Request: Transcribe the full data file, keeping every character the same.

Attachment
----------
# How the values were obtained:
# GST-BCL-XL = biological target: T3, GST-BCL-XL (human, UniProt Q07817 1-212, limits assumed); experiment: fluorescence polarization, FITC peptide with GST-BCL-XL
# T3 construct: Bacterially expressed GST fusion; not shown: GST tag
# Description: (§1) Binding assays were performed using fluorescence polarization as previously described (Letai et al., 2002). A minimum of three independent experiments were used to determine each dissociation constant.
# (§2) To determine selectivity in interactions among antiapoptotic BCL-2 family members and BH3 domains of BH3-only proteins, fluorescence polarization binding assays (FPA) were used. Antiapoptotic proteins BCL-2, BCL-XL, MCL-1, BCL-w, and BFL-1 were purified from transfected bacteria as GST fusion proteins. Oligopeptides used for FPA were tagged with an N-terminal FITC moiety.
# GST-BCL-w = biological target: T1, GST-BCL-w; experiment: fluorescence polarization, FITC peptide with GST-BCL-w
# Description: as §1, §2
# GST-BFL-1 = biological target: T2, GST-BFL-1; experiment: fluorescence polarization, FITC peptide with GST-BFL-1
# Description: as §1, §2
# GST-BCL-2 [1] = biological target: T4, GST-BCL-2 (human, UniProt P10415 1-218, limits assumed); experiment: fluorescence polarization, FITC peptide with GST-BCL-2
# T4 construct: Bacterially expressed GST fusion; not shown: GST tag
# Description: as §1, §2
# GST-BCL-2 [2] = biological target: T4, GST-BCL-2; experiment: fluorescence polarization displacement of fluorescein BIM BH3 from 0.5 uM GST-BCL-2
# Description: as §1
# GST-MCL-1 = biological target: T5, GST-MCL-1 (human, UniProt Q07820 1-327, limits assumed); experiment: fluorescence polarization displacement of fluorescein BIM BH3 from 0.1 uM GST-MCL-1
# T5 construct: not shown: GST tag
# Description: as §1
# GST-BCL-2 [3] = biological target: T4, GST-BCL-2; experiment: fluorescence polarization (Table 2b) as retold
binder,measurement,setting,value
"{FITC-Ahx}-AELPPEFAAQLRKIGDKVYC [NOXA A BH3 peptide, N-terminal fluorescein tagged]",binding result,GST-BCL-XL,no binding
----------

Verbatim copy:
# How the values were obtained:
# GST-BCL-XL = biological target: T3, GST-BCL-XL (human, UniProt Q07817 1-212, limits assumed); experiment: fluorescence polarization, FITC peptide with GST-BCL-XL
# T3 construct: Bacterially expressed GST fusion; not shown: GST tag
# Description: (§1) Binding assays were performed using fluorescence polarization as previously described (Letai et al., 2002). A minimum of three independent experiments were used to determine each dissociation constant.
# (§2) To determine selectivity in interactions among antiapoptotic BCL-2 family members and BH3 domains of BH3-only proteins, fluorescence polarization binding assays (FPA) were used. Antiapoptotic proteins BCL-2, BCL-XL, MCL-1, BCL-w, and BFL-1 were purified from transfected bacteria as GST fusion proteins. Oligopeptides used for FPA were tagged with an N-terminal FITC moiety.
# GST-BCL-w = biological target: T1, GST-BCL-w; experiment: fluorescence polarization, FITC peptide with GST-BCL-w
# Description: as §1, §2
# GST-BFL-1 = biological target: T2, GST-BFL-1; experiment: fluorescence polarization, FITC peptide with GST-BFL-1
# Description: as §1, §2
# GST-BCL-2 [1] = biological target: T4, GST-BCL-2 (human, UniProt P10415 1-218, limits assumed); experiment: fluorescence polarization, FITC peptide with GST-BCL-2
# T4 construct: Bacterially expressed GST fusion; not shown: GST tag
# Description: as §1, §2
# GST-BCL-2 [2] = biological target: T4, GST-BCL-2; experiment: fluorescence polarization displacement of fluorescein BIM BH3 from 0.5 uM GST-BCL-2
# Description: as §1
# GST-MCL-1 = biological target: T5, GST-MCL-1 (human, UniProt Q07820 1-327, limits assumed); experiment: fluorescence polarization displacement of fluorescein BIM BH3 from 0.1 uM GST-MCL-1
# T5 construct: not shown: GST tag
# Description: as §1
# GST-BCL-2 [3] = biological target: T4, GST-BCL-2; experiment: fluorescence polarization (Table 2b) as retold
binder,measurement,setting,value
"{FITC-Ahx}-AELPPEFAAQLRKIGDKVYC [NOXA A BH3 peptide, N-terminal fluorescein tagged]",binding result,GST-BCL-XL,no binding